A Comparative Analysis of Pedestrian and Bicyclist Safety Around University Campuses

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Authors:  Offer Grembek, Aditya Medury, Phyllis Orrick, Katherine Leung, David R. Ragland, Anastasia Loukaitou-Sideris, Camille N. Y. Fink, Justin Resnick, Norman Wong, Kevan Shifizadeh, Ghazan Khan

Date: March 1, 2014

Project: A Comparative Analysis of Pedestrian and Bicyclist Safety Around University Campuses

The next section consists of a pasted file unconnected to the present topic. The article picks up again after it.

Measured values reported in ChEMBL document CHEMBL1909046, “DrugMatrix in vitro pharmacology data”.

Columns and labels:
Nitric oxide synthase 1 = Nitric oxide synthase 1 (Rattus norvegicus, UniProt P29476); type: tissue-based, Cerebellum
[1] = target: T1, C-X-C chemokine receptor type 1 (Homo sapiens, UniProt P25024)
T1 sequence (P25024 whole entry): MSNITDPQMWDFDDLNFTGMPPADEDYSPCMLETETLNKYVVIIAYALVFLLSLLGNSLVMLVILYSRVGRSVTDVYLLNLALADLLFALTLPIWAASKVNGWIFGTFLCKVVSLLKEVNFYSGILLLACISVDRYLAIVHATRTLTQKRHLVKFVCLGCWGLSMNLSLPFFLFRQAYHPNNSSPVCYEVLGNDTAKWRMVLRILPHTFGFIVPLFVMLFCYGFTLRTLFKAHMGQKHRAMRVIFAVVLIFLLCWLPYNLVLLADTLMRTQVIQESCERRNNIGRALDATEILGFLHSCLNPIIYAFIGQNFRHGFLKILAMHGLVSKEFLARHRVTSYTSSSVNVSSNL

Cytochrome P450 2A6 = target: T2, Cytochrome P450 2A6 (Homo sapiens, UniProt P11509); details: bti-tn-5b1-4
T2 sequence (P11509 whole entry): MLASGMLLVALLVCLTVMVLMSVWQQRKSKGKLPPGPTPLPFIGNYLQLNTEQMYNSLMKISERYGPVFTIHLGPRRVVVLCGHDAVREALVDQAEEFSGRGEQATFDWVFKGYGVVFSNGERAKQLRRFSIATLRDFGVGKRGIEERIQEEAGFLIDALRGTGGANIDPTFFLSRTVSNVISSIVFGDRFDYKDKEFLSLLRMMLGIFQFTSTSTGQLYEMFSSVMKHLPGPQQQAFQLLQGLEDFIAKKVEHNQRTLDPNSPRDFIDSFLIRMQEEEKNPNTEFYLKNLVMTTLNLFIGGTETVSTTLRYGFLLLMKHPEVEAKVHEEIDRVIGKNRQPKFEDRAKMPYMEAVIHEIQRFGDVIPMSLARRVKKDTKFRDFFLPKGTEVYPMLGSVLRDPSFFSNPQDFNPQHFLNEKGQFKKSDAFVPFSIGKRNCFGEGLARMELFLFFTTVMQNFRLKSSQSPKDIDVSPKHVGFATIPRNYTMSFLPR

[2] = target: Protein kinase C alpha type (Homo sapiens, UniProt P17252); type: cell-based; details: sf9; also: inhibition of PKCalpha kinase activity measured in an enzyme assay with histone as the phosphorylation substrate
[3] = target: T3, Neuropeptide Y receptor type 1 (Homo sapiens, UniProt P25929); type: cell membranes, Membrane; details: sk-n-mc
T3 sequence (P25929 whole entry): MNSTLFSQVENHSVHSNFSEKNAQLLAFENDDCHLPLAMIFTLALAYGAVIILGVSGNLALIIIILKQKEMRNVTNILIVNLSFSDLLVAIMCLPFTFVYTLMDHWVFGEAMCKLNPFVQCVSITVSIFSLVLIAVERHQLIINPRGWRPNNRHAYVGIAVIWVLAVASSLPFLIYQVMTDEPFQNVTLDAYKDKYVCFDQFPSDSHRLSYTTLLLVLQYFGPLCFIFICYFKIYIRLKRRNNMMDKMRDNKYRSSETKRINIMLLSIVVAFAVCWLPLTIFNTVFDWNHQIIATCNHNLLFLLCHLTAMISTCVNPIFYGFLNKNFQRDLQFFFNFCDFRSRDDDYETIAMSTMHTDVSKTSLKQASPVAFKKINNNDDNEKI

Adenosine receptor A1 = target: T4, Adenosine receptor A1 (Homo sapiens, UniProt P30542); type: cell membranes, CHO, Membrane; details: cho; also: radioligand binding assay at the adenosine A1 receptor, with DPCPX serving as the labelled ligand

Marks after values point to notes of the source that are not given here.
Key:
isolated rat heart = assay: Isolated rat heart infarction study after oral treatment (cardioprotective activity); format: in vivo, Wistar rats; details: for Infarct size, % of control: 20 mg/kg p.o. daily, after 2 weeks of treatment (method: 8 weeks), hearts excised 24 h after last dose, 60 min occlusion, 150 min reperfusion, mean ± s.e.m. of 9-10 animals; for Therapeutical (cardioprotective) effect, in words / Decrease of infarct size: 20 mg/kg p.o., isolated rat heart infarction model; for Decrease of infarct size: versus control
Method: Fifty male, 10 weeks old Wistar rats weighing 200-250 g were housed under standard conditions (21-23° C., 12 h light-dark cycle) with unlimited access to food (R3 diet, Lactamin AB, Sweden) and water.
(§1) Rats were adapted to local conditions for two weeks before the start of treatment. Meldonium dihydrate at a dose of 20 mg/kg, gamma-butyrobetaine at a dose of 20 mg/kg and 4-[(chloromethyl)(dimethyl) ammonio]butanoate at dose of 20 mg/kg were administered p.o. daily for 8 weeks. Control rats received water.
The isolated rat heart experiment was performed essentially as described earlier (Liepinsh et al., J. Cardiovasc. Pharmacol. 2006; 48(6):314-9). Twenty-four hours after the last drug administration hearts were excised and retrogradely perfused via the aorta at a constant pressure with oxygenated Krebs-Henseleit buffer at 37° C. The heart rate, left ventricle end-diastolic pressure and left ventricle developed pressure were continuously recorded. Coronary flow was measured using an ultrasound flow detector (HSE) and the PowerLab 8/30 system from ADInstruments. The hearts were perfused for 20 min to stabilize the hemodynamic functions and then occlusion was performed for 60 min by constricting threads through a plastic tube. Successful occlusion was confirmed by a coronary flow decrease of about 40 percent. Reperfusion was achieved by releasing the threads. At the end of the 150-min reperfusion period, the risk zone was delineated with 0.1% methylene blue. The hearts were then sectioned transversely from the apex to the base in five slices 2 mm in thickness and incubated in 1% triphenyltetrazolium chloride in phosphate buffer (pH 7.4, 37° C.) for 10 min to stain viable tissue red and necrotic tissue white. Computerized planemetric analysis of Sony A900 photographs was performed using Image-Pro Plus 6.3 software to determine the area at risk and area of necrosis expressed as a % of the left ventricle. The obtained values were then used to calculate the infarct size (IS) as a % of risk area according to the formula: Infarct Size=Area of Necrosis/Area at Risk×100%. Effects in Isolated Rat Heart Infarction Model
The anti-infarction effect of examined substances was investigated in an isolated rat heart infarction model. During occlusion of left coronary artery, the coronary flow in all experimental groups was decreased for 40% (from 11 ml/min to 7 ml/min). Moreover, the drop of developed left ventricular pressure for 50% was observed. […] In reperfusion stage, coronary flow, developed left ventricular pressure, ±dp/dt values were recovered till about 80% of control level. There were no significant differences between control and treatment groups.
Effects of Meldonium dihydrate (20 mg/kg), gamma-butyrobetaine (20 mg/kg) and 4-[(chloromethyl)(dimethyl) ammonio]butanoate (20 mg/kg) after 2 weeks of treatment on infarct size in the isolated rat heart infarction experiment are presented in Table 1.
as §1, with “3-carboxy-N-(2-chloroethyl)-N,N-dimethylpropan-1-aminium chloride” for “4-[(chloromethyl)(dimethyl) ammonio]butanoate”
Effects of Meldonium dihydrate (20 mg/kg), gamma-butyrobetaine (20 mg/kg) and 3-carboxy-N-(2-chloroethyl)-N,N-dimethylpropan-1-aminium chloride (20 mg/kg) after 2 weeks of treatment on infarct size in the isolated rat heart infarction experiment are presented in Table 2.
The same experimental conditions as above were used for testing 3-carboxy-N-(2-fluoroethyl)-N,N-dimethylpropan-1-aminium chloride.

Large college campuses generate considerable volumes of traffic in a variety of modes, and in greater numbers, than found in most U.S. settings. This setting presents a unique study opportunity, as well as a significant potential for conflicts between motorized and non-motorized users of the transportation system, surrounded as most campuses are by mixed-use environments e.g. retail, restaurant, entertainment and high-density residential facilities such as apartments and dorms. At the same time, university campuses are also typically characterized by a central core area where most trips are made by bicycle or on foot in larger volumes than off campus. This study examines the campus cores and peripheries of the University of California, Berkeley, the University of California, Los Angeles, and California State University, Sacramento, in order to compare safety risks for pedestrians and bicyclists among the three locations. Together, they comprise a wide number of characteristics in terms of setting, size, mode share and layout. The primary goal of the study is to identify possible relationships between pedestrian and bicycle crashes and the environments where these crashes occur, in terms of urban form, traffic characteristics and more. Using approaches from public health, planning, engineering and urban design, crash data (both police-reported and self-reported) and urban form data from all three campuses were examined, and the spatial and temporal distribution of pedestrian and bicycle crashes in each campus were studied. In order to account for under-reporting of pedestrian and bicycle crashes, an online survey was developed to solicit self-reported data from campus travelers about their crash experiences and perceptions about safety. This information was subsequently analyzed to identify collision hotspots reported by travelers on the three campuses, as well as hotspots indicated by reported crash data. The hotspots were studied in detail to identify the characteristics of the built environment that contributed to the incidence of pedestrian and bicycle crashes, and to suggest areas where design changes would be most likely to improve pedestrian and bicycling safety.

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